The largest economies in the EU – Germany, Italy and France – have all averaged below the target of spending 2 per cent of GDP on defence put forth by NATO; collectively the EU averaged 1.6 per cent spending in 2022 according to the World Bank.[_] While there are some large defence manufacturers in countries such as Germany, Italy and France, a potential lack of long-term investment by governments means that significant debate is now ongoing, particularly in the United States, on the viability of NATO and whether Europe is meaningfully equipped to defend itself.

Ukraine’s rapidly growing defence industry and military capability would inject much-needed human and technological capital into the EU’s larger defence ecosystem.

Ukraine’s defence industry has seen considerable investment recently. Turkish dronemaker Baykar, for instance, has announced it will invest $100 million in three projects in Ukraine, including production capability for the Bayraktar TB2 attack drone.[_] In September German regulators also approved a joint venture between Rheinmetall and the Ukrainian joint-stock company Ukrainian Defence Industry. The agreement will see production facilities established in Kyiv with the aim of producing a six-figure number of 155mm artillery shells annually. Reports suggest that while the agreement initially foresees Rheinmetall helping maintain vehicles supplied by Ukraine, over time the aspiration exists for it to include the joint production of products and systems.[_] These examples are signs investment in the defence sector has started, but there is enormous potential for it to be scaled up, deepening cooperation between Ukraine and the European defence sector.

The European Commission has announced the opening of an EU Defence Innovation office in Kyiv to support the further integration of Ukraine into European defence programmes, allowing EU countries to learn from the experiences of the Ukrainian military on the battlefield.

Technology is transforming Ukraine’s military capabilities. A good example is the role US technology company Palantir is playing in Ukraine. Palantir has been working across a number of ministries to support the military in AI-assisted target designation and is expanding this support to aggregate varied data streams to assist in mine clearance. The evolving war is giving tech companies and the Ukrainian military the chance to test, refine and perfect new technologies that are quickly changing the nature of war. Ukraine’s Minister of Digital Transformation Mykhailo Fedorov recently noted that the government’s “big mission is to make Ukraine the world’s tech R&D lab”.[_] It is precisely these growing capabilities that would bolster wider EU defence, particularly the defence-technology sector.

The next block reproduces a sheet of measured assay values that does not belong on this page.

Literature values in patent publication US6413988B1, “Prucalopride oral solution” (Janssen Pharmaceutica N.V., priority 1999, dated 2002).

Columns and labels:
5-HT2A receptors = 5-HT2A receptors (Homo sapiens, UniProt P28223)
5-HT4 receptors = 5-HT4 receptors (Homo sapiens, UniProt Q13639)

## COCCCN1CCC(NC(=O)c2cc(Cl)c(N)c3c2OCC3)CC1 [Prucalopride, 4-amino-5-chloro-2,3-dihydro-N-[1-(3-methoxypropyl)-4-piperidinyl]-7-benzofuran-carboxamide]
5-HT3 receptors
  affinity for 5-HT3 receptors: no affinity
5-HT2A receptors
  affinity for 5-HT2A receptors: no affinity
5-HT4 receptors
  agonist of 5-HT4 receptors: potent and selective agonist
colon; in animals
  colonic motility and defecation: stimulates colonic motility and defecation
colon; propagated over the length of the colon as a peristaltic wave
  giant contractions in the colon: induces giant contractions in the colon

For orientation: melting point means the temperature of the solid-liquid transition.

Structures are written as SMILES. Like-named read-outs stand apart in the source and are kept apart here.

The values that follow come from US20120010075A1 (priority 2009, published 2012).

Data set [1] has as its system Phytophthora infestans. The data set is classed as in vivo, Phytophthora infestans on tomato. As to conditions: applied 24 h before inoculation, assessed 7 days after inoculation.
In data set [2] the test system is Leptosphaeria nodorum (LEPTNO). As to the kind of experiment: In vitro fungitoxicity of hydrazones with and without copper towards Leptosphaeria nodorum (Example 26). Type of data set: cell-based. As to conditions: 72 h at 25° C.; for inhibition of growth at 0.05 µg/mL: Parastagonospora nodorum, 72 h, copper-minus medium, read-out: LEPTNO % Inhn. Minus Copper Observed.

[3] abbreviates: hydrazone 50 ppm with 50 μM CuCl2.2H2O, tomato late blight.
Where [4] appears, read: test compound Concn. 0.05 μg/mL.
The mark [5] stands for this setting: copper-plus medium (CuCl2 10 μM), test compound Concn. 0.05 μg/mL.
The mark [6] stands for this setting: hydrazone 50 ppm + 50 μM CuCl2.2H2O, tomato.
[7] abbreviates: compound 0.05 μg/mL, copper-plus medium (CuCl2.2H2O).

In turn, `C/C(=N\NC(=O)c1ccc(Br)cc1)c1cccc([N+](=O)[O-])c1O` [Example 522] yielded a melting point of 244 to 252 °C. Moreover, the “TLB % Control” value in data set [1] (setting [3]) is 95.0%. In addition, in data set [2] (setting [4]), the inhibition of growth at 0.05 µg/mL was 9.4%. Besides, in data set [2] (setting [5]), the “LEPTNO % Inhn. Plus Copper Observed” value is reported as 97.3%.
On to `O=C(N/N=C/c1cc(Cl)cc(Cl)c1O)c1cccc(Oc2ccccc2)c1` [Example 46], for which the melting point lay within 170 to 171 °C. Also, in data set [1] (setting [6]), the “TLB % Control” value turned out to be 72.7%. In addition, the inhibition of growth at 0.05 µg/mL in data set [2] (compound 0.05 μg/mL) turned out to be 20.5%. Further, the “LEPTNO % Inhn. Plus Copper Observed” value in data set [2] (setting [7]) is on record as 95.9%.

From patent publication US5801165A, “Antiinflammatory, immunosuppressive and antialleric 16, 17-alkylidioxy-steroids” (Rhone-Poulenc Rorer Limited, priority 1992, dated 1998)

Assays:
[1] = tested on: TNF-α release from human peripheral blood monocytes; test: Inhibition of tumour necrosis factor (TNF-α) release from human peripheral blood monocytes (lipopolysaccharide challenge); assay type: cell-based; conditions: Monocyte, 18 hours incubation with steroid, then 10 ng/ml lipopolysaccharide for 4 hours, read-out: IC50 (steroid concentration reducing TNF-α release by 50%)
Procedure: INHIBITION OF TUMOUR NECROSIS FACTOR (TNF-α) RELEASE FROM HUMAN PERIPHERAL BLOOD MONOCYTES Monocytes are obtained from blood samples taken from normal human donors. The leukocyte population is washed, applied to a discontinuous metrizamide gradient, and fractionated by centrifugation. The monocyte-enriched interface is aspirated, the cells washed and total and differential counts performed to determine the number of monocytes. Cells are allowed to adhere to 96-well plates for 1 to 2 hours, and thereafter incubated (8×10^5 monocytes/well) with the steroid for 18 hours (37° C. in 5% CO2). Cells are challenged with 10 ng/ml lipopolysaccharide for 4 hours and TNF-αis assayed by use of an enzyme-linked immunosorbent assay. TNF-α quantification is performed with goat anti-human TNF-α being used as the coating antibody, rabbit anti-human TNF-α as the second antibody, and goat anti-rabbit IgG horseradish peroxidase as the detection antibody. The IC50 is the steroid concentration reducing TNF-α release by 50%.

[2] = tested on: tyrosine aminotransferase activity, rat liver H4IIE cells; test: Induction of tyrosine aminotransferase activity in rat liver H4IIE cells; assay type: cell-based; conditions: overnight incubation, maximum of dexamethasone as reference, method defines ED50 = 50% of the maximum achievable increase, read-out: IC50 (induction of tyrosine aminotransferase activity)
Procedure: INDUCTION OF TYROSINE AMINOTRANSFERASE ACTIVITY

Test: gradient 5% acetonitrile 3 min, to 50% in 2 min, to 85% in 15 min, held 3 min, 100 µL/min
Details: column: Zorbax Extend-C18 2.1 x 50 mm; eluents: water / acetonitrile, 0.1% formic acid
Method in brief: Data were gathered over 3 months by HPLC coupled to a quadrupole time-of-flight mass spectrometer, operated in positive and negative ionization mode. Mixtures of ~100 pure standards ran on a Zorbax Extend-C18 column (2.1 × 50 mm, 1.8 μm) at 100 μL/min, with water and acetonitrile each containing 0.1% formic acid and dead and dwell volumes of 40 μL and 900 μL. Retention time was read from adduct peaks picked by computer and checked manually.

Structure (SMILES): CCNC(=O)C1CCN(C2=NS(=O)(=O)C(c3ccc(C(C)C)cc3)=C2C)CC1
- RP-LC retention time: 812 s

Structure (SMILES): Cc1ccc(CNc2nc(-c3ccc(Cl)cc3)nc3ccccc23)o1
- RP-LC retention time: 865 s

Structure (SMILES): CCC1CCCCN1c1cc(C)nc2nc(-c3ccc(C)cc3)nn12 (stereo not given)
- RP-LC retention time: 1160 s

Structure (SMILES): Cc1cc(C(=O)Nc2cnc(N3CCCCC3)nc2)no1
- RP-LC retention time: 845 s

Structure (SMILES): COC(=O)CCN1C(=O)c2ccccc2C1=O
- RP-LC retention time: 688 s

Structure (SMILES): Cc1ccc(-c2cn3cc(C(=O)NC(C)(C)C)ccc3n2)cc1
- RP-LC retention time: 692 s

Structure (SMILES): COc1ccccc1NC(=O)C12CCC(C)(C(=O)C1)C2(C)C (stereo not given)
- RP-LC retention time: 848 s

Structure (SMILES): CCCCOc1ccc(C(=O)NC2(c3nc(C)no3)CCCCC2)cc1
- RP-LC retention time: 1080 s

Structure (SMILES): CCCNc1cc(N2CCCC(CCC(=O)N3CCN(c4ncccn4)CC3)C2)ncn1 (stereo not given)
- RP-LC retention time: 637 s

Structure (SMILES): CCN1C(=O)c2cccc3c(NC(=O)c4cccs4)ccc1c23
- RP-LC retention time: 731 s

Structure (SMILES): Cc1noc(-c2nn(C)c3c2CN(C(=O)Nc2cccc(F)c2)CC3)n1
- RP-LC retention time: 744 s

Ukraine now has one of the largest standing armies in Europe with around 1 million personnel. While this number has obviously increased due to war-related mobilisation, these soldiers are also now some of the most experienced military personnel globally – particularly in terms of the new forms of modern urban and trench warfare. The addition of this fighting force to the EU’s would increase its ability to quickly respond to a future conflict, particularly if it is fought along similar lines to the war in Ukraine. Ukraine’s armed forces are now the best in the world in terms of recent, direct combat experience.[_]

The EU will have to engage in much-needed internal discussion on the future of its defence strategy as part of the enlargement process: the EU is a peace project built in a totally different time and now requires a deep system reset to address new challenges. The EU has never aspired to compete with NATO; defence capabilities are not part of its fundamental basis. Nevertheless, the EU must grapple with change. The next EU institutional cycle could see the creation of the role of a defence commissioner, charged with coordinating EU efforts on weapons procurement and production – raising questions around how this would play out in terms of coordination with the Council, EU member states’ sovereign defence prerogatives and interactions with NATO. The challenges and possibilities are many and diverse.

Ukraine’s technical expertise, equipment, combat-ready armies, strategists and knowledge will benefit European ambitions for common defence, which is urgently needed in an increasingly unstable and hostile geopolitical environment.

Ukraine Has a Vibrant Tech Sector

Ukraine has a highly developed tech sector, which has continued to grow despite the economic impact of the war.

The IT Ukraine Association states that between 2016 and 2021 tech exports tripled to almost $7 billion per year. While Russia’s invasion has had a significant impact on much of the economy, the tech sector has remained resilient. By the end of 2022 Ukraine’s IT exports had grown nearly 7 per cent.[_] Data for 2022 show that only 2 per cent of the roughly 5,000 companies in Ukraine’s tech sector ceased trading because of the war,[_] while a report from July 2022 indicated Ukraine’s tech companies had been able to maintain 95 per cent of their contracts.[_]